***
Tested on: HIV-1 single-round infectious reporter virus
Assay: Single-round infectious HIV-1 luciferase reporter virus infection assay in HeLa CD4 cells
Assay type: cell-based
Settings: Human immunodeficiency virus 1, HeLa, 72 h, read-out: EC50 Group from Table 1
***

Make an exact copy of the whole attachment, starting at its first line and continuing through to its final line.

Tested on: HIV-1 single-round infectious reporter virus
Assay: Single-round infectious HIV-1 luciferase reporter virus infection assay in HeLa CD4 cells
Assay type: cell-based
Settings: Human immunodeficiency virus 1, HeLa, 72 h, read-out: EC50 Group from Table 1